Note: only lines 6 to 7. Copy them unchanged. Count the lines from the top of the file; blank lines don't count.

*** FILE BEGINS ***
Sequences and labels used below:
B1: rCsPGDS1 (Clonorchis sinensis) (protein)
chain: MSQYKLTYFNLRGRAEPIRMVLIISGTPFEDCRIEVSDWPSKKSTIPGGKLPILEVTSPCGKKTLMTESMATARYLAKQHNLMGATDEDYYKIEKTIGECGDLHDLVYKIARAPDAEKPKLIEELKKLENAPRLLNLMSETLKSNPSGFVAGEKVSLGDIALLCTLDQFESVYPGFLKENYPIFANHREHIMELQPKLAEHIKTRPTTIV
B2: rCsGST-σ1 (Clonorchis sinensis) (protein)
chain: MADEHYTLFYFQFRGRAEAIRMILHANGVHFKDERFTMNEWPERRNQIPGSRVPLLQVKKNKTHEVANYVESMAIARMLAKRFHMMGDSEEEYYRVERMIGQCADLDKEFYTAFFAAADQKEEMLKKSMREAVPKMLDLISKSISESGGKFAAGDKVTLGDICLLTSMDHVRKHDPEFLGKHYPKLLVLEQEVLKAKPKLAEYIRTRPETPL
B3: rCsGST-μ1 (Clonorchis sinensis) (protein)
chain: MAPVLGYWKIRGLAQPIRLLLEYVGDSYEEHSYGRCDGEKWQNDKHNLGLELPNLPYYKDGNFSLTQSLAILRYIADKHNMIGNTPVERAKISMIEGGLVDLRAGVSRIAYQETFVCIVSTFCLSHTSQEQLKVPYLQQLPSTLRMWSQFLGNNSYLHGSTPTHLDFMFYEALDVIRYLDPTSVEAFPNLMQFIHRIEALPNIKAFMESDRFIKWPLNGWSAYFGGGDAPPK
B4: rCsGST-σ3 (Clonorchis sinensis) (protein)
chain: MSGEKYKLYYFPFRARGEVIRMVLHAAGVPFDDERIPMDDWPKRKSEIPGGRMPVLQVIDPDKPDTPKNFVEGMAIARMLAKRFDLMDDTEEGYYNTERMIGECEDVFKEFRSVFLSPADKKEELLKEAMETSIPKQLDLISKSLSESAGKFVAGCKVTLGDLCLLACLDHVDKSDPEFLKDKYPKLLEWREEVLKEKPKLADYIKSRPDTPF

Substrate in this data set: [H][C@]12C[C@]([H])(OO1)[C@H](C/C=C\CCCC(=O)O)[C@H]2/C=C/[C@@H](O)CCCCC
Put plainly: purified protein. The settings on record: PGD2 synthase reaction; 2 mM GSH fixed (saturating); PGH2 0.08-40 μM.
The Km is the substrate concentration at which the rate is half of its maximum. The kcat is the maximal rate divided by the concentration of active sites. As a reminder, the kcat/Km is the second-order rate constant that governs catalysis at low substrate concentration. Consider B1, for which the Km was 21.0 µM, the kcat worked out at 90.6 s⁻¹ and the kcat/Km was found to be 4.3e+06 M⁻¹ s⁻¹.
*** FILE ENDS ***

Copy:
B3: rCsGST-μ1 (Clonorchis sinensis) (protein)
chain: MAPVLGYWKIRGLAQPIRLLLEYVGDSYEEHSYGRCDGEKWQNDKHNLGLELPNLPYYKDGNFSLTQSLAILRYIADKHNMIGNTPVERAKISMIEGGLVDLRAGVSRIAYQETFVCIVSTFCLSHTSQEQLKVPYLQQLPSTLRMWSQFLGNNSYLHGSTPTHLDFMFYEALDVIRYLDPTSVEAFPNLMQFIHRIEALPNIKAFMESDRFIKWPLNGWSAYFGGGDAPPK